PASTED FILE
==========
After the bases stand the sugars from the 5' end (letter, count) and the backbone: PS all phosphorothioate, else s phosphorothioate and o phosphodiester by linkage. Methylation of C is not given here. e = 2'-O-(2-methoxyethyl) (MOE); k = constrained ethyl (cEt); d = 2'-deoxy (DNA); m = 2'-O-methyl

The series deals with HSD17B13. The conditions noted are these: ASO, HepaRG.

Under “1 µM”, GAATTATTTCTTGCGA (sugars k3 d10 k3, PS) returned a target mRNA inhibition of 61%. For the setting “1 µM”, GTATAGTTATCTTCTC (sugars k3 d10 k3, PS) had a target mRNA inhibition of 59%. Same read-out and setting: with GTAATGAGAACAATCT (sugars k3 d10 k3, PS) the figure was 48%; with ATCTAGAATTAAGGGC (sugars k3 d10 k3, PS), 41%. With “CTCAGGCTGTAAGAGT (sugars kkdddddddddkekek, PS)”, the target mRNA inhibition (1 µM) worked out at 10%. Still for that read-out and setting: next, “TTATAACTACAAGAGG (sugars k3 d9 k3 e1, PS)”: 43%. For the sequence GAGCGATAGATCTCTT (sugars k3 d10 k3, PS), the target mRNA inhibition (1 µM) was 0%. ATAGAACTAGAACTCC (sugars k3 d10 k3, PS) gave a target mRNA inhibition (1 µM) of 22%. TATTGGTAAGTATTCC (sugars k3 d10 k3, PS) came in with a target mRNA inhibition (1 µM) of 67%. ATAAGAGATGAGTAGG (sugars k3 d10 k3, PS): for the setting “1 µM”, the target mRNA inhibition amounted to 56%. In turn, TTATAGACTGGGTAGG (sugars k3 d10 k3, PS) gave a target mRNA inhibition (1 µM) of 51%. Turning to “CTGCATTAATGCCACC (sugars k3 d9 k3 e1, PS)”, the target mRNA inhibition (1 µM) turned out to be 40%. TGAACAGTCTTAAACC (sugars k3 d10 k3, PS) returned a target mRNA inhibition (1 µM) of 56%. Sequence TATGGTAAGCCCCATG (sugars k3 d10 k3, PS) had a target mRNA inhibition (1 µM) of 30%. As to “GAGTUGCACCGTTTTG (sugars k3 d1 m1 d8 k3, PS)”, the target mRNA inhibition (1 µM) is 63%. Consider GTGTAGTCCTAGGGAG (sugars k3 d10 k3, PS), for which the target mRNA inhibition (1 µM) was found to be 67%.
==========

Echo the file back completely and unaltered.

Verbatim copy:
After the bases stand the sugars from the 5' end (letter, count) and the backbone: PS all phosphorothioate, else s phosphorothioate and o phosphodiester by linkage. Methylation of C is not given here. e = 2'-O-(2-methoxyethyl) (MOE); k = constrained ethyl (cEt); d = 2'-deoxy (DNA); m = 2'-O-methyl

The series deals with HSD17B13. The conditions noted are these: ASO, HepaRG.

Under “1 µM”, GAATTATTTCTTGCGA (sugars k3 d10 k3, PS) returned a target mRNA inhibition of 61%. For the setting “1 µM”, GTATAGTTATCTTCTC (sugars k3 d10 k3, PS) had a target mRNA inhibition of 59%. Same read-out and setting: with GTAATGAGAACAATCT (sugars k3 d10 k3, PS) the figure was 48%; with ATCTAGAATTAAGGGC (sugars k3 d10 k3, PS), 41%. With “CTCAGGCTGTAAGAGT (sugars kkdddddddddkekek, PS)”, the target mRNA inhibition (1 µM) worked out at 10%. Still for that read-out and setting: next, “TTATAACTACAAGAGG (sugars k3 d9 k3 e1, PS)”: 43%. For the sequence GAGCGATAGATCTCTT (sugars k3 d10 k3, PS), the target mRNA inhibition (1 µM) was 0%. ATAGAACTAGAACTCC (sugars k3 d10 k3, PS) gave a target mRNA inhibition (1 µM) of 22%. TATTGGTAAGTATTCC (sugars k3 d10 k3, PS) came in with a target mRNA inhibition (1 µM) of 67%. ATAAGAGATGAGTAGG (sugars k3 d10 k3, PS): for the setting “1 µM”, the target mRNA inhibition amounted to 56%. In turn, TTATAGACTGGGTAGG (sugars k3 d10 k3, PS) gave a target mRNA inhibition (1 µM) of 51%. Turning to “CTGCATTAATGCCACC (sugars k3 d9 k3 e1, PS)”, the target mRNA inhibition (1 µM) turned out to be 40%. TGAACAGTCTTAAACC (sugars k3 d10 k3, PS) returned a target mRNA inhibition (1 µM) of 56%. Sequence TATGGTAAGCCCCATG (sugars k3 d10 k3, PS) had a target mRNA inhibition (1 µM) of 30%. As to “GAGTUGCACCGTTTTG (sugars k3 d1 m1 d8 k3, PS)”, the target mRNA inhibition (1 µM) is 63%. Consider GTGTAGTCCTAGGGAG (sugars k3 d10 k3, PS), for which the target mRNA inhibition (1 µM) was found to be 67%.